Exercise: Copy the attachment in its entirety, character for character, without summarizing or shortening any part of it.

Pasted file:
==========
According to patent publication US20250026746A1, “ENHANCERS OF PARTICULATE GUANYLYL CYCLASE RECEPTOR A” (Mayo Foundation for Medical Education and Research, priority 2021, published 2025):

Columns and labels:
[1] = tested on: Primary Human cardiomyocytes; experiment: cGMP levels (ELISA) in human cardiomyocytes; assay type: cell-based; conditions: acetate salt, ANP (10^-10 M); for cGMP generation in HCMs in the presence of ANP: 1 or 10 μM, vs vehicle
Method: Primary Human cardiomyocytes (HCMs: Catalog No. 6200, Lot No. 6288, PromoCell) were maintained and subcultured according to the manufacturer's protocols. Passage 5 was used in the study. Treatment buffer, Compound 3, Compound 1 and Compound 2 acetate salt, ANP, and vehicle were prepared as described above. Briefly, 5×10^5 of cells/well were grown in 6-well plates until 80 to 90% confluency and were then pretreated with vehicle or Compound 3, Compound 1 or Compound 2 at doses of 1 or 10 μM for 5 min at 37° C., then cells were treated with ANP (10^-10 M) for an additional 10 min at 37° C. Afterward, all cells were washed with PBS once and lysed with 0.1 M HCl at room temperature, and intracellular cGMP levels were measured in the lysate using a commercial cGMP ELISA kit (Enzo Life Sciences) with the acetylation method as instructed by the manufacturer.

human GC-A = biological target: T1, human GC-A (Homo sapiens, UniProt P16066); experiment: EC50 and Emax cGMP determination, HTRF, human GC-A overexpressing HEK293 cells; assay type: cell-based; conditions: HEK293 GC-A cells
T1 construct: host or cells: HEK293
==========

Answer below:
According to patent publication US20250026746A1, “ENHANCERS OF PARTICULATE GUANYLYL CYCLASE RECEPTOR A” (Mayo Foundation for Medical Education and Research, priority 2021, published 2025):

Columns and labels:
[1] = tested on: Primary Human cardiomyocytes; experiment: cGMP levels (ELISA) in human cardiomyocytes; assay type: cell-based; conditions: acetate salt, ANP (10^-10 M); for cGMP generation in HCMs in the presence of ANP: 1 or 10 μM, vs vehicle
Method: Primary Human cardiomyocytes (HCMs: Catalog No. 6200, Lot No. 6288, PromoCell) were maintained and subcultured according to the manufacturer's protocols. Passage 5 was used in the study. Treatment buffer, Compound 3, Compound 1 and Compound 2 acetate salt, ANP, and vehicle were prepared as described above. Briefly, 5×10^5 of cells/well were grown in 6-well plates until 80 to 90% confluency and were then pretreated with vehicle or Compound 3, Compound 1 or Compound 2 at doses of 1 or 10 μM for 5 min at 37° C., then cells were treated with ANP (10^-10 M) for an additional 10 min at 37° C. Afterward, all cells were washed with PBS once and lysed with 0.1 M HCl at room temperature, and intracellular cGMP levels were measured in the lysate using a commercial cGMP ELISA kit (Enzo Life Sciences) with the acetylation method as instructed by the manufacturer.

human GC-A = biological target: T1, human GC-A (Homo sapiens, UniProt P16066); experiment: EC50 and Emax cGMP determination, HTRF, human GC-A overexpressing HEK293 cells; assay type: cell-based; conditions: HEK293 GC-A cells
T1 construct: host or cells: HEK293